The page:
Somewhere around the house I still have my first-ever flash drive, a PNY model with a whopping 256-megabyte capacity. If I remember that far back, it set me back something like sixteen bucks. The last time I went to a trade show, I picked up two or three giveaway drives, the smallest of which held two gigabytes. My, how they’ve grown – and at the same time, they've gotten smaller!
I must have a couple dozen of these things now, but I keep on buying them to move large files around and store short-term. Most recently, I bought a SanDisk Cruzer Edge 8 GB version – it cost me something like eight bucks. I’m not convinced it was worth it, though.
SanDisk puts the drive in a large blister pack so it’s hard to steal, but it’s also harder to feel. After extracting it from the clamshell, I found an ultra-lightweight drive in a two-color plastic case. It’s less than 2” long and about 3/4" wide. It weighs in at five grams, about a sixth of an ounce.
The design is interesting: a male USB plug slides out of the plastic case so you can insert it into the port. Where most USB plugs are metal rectangles, this is a simple metal tray with the four contacts exposed in the bottom. The tray is protected when closed – to plug the drive in, you push it out with your thumb. You also have to hold the drive open with your thumb while plugging it in or the tray will slide back into the case. The tray looks and feels extremely flimsy. There’s also a little hole on the end of the case so you can hang it on a lanyard or keychain.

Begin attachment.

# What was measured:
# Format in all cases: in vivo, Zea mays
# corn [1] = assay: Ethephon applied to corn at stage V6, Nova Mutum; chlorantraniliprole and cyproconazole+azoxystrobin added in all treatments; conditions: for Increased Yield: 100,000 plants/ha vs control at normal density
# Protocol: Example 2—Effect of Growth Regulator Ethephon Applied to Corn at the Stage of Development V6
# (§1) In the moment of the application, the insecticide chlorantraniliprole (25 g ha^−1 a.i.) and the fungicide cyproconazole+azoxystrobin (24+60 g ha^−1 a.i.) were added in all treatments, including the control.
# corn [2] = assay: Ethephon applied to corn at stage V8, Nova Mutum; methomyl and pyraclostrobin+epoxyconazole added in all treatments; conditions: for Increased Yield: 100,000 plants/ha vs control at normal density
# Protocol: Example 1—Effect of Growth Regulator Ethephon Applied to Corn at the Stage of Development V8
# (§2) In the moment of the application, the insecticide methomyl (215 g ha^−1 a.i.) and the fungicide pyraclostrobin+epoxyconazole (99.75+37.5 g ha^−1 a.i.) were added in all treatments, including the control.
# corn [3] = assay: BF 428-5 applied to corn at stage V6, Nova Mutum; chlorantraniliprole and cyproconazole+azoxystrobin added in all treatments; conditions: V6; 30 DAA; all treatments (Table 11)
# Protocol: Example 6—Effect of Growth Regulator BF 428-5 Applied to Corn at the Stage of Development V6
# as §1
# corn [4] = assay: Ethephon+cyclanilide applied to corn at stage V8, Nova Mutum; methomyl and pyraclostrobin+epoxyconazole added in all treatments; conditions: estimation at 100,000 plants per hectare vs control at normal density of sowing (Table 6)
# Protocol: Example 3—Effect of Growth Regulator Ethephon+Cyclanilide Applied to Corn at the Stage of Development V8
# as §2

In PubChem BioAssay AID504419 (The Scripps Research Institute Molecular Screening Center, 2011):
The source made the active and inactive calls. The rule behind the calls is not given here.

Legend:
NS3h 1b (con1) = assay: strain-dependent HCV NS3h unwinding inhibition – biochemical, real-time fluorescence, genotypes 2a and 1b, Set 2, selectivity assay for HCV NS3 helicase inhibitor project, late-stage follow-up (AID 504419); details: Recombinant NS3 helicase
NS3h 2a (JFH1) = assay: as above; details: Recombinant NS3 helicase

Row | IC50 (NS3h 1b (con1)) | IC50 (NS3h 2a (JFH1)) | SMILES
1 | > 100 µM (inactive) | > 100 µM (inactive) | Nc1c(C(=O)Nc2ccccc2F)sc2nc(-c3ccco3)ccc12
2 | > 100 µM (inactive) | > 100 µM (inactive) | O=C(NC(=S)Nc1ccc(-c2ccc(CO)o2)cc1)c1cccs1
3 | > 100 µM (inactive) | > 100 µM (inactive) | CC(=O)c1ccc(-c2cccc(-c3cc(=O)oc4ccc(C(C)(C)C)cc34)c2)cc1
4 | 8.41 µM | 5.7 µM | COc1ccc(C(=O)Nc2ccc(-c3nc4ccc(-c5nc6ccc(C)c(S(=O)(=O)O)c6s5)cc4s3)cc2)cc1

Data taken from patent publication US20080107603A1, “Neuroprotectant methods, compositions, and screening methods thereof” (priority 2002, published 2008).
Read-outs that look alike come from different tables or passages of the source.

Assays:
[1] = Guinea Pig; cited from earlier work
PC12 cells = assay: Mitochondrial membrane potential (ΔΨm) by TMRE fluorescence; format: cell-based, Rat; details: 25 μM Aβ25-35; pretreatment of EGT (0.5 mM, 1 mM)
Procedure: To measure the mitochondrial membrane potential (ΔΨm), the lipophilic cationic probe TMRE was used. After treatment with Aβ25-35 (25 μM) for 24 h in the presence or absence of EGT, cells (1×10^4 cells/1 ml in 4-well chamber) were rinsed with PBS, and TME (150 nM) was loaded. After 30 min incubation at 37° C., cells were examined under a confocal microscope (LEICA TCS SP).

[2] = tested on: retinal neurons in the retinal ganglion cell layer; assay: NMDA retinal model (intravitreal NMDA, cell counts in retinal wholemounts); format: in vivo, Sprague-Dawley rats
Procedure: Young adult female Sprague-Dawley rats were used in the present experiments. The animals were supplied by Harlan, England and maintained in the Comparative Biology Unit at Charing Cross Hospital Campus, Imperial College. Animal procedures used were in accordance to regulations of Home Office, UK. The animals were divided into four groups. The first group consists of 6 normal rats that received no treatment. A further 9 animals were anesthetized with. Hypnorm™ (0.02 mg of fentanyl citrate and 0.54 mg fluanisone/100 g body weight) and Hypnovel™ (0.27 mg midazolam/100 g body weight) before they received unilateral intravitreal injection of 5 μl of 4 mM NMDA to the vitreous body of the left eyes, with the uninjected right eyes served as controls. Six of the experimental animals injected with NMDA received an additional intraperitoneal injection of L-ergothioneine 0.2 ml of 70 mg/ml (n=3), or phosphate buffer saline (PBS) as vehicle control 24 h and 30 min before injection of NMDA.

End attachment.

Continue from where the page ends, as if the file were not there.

Though not particularly expensive, SanDisk gave the Cruzer Edge reasonably fast read-write speed. SanDisk doesn’t provide official specs, but a freeware utility (CheckFlash) says my 8GB drive writes at 12.5 - 12.9 MBps and reads at 23.4 - 23.8 MBps. This is when plugged into a USB 2.0 port (running Windows 7). That’s pretty good compared to my freebies, which write at less than 4 MBps. A couple of more expensive drives read at more than 30 MBps and write at up to 20 MBps. Note that other Edge drivesmay have slower write speed, especially the 4 GB size. A Cruzer Edge is compatible with USB 2.0 and USB 1, but does not use USB 3.0 speeds. The Edge is available in capacities from 2 to 32-GB capacity and many color combinations (mine is pink and white).
The claimed 8 gigabyte size is actually 8 billion bytes, or around 7.5GB. About one-half megabyte is eaten up by files giving you access to SanDisk’s password-protected "vault" and SecureAccess software, plus and a couple of GB free cloud space with YuuWaa. Files in the vault can only be opened by computers with a downloaded executable, and you have to register for both the vault software and the cloud service.
The SanDisk Cruzer Edge is a reasonably fast flash drive in a moderately-priced package compared to others with the same capacity. Unfortunately, it has a flimsy, inconvenient design that’s hard to manipulate because of the all-plastic case and the thumb slider. I would never expect this to stand up to daily use.